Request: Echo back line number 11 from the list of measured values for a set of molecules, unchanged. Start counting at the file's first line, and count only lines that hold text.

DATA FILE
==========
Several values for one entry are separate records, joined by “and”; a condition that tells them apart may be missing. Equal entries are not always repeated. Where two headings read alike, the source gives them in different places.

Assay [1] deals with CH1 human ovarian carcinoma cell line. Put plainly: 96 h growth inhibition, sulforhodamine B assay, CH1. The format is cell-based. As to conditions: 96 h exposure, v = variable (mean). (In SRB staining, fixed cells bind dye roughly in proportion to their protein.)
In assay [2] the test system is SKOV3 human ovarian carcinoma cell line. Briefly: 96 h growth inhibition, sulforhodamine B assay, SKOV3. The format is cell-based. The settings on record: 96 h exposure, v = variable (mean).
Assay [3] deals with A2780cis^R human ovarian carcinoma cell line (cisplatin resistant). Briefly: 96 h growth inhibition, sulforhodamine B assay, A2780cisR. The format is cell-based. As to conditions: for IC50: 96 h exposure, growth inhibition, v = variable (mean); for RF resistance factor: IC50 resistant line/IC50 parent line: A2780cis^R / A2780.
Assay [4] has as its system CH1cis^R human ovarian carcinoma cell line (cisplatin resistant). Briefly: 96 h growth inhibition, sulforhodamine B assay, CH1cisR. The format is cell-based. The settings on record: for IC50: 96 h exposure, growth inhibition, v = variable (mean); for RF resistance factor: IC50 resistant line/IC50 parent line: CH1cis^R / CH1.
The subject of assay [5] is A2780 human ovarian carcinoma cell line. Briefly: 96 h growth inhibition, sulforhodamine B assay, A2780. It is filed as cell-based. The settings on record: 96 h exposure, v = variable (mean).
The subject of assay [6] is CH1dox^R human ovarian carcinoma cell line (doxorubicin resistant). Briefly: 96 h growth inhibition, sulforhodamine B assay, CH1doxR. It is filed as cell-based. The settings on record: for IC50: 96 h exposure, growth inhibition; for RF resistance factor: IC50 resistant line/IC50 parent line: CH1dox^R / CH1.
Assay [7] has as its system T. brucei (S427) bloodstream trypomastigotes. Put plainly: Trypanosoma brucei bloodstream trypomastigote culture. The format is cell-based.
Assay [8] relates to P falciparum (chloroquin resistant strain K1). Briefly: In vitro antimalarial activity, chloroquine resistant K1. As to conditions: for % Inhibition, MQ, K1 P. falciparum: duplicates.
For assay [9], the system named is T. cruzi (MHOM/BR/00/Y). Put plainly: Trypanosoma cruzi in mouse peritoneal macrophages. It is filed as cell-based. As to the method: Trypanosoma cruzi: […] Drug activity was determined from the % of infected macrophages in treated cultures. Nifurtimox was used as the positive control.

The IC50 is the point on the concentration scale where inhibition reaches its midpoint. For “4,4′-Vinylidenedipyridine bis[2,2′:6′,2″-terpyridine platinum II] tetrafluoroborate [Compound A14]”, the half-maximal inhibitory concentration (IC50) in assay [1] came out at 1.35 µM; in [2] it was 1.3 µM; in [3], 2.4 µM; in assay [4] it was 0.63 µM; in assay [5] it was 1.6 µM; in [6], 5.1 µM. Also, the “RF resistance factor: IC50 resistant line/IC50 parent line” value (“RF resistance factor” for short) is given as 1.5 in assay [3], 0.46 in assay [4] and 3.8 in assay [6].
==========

The IC50 is the point on the concentration scale where inhibition reaches its midpoint. For “4,4′-Vinylidenedipyridine bis[2,2′:6′,2″-terpyridine platinum II] tetrafluoroborate [Compound A14]”, the half-maximal inhibitory concentration (IC50) in assay [1] came out at 1.35 µM; in [2] it was 1.3 µM; in [3], 2.4 µM; in assay [4] it was 0.63 µM; in assay [5] it was 1.6 µM; in [6], 5.1 µM. Also, the “RF resistance factor: IC50 resistant line/IC50 parent line” value (“RF resistance factor” for short) is given as 1.5 in assay [3], 0.46 in assay [4] and 3.8 in assay [6].